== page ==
Many an alumroot plant has been hopefully transplanted to many a garden, only to leave the gardener disillusioned when May comes around again and the alumroot blooms. For the cluster of basal leaves of the alumroot is ornamental and promising. It would seem that certainly a beautiful flower would belong with such a handsome plant; besides the leave- look almost exactly like those of coral hells in the catalogs and gardens.


Heuchera richardsonii R. Br.

May - June Wooded hills.

Unroot is related to coral bells, but the Long, thin spikes of stems. which rise from the leaf-tuft, blossom out in nothing so fine as coral-like flowers. Here are dull, greenish-brown blossoms, remotely hell-like, with orange anthers thrusting out on green filaments. The cluster of flow in itself is a decorative grouping, except when aphids have attached themselves and spoiled any beauty it might have. But the color is undeniably dull and unattractive. Thus the alumroot blossoms each May and is usually unadmired for its flowers; the scalloped, round, hairy leaves, arranged in a broad cluster at the base of the plant, are always handsome throughout the growing season.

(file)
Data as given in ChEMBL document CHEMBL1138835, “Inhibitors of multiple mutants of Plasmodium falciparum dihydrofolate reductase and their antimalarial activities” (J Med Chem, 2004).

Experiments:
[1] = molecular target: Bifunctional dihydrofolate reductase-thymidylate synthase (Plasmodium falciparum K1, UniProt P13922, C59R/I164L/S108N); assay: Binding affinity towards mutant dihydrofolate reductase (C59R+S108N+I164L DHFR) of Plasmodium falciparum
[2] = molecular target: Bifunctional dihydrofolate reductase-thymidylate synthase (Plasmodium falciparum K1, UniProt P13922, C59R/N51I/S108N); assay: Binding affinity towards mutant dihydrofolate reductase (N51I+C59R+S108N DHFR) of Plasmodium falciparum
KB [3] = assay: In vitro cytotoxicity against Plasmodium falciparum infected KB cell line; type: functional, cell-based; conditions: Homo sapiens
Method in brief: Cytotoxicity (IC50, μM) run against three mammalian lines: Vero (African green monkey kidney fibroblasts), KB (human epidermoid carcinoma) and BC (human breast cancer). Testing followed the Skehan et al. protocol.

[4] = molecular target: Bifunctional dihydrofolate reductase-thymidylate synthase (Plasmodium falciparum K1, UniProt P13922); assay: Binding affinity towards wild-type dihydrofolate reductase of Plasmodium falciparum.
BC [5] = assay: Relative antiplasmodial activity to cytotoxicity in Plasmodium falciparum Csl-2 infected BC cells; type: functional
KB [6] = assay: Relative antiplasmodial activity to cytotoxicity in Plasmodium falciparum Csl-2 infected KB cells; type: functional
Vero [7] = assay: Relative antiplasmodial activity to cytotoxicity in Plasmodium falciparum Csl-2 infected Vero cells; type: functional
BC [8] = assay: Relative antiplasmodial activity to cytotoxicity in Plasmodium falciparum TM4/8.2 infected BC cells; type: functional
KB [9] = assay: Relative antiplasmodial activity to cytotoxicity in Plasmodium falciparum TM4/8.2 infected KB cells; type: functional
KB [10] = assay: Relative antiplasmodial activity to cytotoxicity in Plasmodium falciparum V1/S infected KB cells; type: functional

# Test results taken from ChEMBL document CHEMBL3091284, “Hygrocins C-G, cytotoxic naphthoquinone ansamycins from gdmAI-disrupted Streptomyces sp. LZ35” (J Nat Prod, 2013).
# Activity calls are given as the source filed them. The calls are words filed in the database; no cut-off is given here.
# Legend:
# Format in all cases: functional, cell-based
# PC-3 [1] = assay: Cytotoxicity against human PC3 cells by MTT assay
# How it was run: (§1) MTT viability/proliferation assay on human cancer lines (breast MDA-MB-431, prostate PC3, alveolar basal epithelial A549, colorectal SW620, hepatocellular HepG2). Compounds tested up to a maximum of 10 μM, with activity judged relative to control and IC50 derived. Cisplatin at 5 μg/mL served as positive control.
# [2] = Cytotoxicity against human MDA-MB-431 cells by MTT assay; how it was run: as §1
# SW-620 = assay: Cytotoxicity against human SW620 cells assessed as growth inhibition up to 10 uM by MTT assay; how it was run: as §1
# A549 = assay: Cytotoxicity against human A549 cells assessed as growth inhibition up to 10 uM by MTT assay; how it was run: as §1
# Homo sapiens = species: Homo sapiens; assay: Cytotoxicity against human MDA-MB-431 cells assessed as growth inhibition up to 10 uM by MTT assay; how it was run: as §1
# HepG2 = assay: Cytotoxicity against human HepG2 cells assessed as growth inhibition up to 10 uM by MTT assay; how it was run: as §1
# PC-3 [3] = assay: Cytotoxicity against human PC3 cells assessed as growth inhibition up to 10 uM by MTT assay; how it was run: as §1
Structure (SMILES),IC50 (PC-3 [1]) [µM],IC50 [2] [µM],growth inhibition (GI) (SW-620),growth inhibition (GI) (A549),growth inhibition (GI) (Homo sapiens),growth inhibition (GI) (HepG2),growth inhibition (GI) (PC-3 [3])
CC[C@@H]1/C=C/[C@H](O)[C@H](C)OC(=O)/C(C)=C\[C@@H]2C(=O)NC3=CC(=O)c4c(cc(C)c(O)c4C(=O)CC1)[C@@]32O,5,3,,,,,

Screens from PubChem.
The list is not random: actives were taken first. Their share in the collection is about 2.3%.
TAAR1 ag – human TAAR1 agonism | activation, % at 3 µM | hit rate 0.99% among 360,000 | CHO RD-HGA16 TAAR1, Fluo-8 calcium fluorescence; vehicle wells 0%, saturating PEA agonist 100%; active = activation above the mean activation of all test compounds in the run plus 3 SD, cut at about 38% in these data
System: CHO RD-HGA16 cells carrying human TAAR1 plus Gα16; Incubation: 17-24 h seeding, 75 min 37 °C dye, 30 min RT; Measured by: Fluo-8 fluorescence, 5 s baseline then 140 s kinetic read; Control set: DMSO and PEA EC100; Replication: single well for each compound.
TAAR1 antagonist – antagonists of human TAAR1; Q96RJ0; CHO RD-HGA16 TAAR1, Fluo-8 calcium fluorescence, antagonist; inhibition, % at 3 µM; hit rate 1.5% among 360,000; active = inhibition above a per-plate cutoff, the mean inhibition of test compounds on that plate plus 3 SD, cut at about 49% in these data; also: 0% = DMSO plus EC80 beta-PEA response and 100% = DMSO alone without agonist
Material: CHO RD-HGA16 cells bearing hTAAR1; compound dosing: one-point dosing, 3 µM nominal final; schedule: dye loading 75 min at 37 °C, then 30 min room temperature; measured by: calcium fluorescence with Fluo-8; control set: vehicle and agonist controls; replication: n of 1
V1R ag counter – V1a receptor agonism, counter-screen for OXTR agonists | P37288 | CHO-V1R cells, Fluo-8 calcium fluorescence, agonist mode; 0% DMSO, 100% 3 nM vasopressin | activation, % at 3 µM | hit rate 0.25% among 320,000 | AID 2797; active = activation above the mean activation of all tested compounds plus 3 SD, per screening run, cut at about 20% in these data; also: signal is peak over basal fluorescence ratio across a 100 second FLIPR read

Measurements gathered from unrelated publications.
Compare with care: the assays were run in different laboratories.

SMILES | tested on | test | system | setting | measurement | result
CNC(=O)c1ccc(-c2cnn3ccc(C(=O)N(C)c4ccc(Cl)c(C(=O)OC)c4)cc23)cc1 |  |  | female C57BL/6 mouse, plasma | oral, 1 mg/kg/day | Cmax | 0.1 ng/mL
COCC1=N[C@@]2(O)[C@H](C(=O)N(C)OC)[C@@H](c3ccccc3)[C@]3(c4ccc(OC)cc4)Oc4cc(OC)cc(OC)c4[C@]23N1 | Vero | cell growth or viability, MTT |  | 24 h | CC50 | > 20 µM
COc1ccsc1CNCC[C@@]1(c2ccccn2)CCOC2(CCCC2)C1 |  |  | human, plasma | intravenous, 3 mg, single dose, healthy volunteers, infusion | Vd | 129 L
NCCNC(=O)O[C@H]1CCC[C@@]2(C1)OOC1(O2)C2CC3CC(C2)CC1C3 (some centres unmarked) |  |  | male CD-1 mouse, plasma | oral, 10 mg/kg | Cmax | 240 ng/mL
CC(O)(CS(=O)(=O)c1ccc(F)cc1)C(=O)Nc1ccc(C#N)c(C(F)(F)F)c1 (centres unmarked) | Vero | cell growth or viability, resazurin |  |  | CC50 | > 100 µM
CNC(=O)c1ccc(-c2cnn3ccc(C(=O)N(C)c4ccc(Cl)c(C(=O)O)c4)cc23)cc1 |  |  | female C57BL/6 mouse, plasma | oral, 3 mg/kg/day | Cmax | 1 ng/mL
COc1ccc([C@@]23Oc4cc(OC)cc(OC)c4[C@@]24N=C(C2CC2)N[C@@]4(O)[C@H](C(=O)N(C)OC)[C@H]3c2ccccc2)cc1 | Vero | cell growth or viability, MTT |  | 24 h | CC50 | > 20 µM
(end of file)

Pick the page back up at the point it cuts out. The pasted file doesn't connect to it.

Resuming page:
Alumroot is fairly common in dry woods, usually on slopes, with wild blue phlox, mayapples, and other typical May blossoms of the llinois oak woods.